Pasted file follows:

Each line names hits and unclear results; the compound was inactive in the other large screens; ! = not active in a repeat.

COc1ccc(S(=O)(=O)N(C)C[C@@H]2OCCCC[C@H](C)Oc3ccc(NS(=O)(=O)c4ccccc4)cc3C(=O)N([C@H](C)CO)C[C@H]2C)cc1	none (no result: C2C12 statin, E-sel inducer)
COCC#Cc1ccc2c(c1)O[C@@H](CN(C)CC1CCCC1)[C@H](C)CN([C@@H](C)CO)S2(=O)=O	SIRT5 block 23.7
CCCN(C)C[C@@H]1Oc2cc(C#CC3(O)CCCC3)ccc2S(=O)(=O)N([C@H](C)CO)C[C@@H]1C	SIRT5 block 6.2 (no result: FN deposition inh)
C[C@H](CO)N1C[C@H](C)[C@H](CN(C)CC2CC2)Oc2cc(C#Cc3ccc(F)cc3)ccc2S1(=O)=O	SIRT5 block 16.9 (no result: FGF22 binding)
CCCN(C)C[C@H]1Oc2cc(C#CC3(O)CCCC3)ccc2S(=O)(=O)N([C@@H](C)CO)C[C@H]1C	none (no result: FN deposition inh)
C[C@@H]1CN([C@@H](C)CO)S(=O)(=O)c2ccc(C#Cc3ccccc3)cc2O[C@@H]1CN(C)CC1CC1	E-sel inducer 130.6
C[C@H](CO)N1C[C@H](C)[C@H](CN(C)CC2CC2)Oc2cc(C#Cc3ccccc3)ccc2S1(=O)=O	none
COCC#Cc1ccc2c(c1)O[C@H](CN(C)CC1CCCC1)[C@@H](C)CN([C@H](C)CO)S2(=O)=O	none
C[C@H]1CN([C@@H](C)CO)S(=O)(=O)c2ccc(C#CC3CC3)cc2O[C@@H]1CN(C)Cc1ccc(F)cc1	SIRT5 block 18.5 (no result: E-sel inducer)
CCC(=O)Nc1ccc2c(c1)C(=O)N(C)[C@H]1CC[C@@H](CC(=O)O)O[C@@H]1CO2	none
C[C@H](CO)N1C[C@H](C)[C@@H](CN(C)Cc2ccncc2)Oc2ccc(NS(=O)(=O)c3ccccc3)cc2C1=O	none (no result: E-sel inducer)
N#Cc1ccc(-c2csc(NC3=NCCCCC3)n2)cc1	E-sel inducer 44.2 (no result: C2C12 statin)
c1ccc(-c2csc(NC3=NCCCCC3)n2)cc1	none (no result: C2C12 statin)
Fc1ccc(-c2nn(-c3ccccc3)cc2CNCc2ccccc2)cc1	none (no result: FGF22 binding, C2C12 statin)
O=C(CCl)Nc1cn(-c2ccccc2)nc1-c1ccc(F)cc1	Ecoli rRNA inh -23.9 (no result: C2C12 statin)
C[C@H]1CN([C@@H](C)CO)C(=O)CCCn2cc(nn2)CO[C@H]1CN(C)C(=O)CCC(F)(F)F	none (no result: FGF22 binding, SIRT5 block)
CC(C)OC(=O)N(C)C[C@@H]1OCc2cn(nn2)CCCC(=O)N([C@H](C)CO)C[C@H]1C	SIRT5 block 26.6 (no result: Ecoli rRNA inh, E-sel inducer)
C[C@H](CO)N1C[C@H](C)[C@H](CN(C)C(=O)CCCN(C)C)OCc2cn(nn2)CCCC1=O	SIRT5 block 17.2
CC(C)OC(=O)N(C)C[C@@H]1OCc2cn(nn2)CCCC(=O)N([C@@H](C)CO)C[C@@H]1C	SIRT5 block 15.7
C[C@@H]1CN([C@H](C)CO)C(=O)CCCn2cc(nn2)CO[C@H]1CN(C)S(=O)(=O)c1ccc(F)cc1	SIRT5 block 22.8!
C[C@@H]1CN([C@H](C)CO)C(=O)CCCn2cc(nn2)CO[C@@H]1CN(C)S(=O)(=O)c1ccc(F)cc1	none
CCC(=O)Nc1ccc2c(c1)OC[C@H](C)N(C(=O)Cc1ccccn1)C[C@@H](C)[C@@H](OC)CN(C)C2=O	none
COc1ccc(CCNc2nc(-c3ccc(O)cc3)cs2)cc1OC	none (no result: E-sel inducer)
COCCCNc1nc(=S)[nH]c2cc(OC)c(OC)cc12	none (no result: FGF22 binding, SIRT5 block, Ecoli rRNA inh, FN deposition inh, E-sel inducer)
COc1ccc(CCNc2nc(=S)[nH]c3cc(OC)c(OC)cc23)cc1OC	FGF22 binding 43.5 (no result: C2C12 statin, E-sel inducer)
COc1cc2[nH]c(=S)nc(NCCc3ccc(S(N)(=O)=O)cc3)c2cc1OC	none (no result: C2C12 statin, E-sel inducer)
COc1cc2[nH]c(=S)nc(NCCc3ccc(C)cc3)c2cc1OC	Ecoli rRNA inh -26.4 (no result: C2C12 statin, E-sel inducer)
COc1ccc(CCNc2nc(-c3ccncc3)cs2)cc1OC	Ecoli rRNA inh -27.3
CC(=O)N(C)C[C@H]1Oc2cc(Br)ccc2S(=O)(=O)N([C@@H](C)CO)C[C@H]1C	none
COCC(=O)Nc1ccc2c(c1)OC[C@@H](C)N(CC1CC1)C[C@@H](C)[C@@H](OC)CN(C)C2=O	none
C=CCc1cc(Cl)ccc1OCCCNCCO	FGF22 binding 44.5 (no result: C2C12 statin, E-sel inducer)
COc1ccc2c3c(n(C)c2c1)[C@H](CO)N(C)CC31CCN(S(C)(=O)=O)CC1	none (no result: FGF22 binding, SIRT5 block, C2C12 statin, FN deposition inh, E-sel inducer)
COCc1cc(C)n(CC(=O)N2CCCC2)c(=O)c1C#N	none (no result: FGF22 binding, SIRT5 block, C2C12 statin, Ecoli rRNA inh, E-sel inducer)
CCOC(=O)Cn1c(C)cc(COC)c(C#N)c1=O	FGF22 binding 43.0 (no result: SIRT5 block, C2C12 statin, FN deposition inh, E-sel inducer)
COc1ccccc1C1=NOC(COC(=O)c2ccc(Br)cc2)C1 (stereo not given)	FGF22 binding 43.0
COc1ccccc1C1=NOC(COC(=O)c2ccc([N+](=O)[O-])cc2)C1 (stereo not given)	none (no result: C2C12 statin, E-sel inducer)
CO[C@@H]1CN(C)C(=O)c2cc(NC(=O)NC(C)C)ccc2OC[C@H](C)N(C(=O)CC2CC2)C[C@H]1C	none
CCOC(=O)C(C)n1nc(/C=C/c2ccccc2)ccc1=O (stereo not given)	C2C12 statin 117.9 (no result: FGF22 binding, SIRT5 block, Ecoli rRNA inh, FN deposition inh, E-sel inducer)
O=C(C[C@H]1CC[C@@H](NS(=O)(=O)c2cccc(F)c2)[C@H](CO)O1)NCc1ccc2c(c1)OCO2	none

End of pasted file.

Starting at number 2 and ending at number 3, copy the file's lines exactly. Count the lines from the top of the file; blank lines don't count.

COc1ccc(S(=O)(=O)N(C)C[C@@H]2OCCCC[C@H](C)Oc3ccc(NS(=O)(=O)c4ccccc4)cc3C(=O)N([C@H](C)CO)C[C@H]2C)cc1	none (no result: C2C12 statin, E-sel inducer)
COCC#Cc1ccc2c(c1)O[C@@H](CN(C)CC1CCCC1)[C@H](C)CN([C@@H](C)CO)S2(=O)=O	SIRT5 block 23.7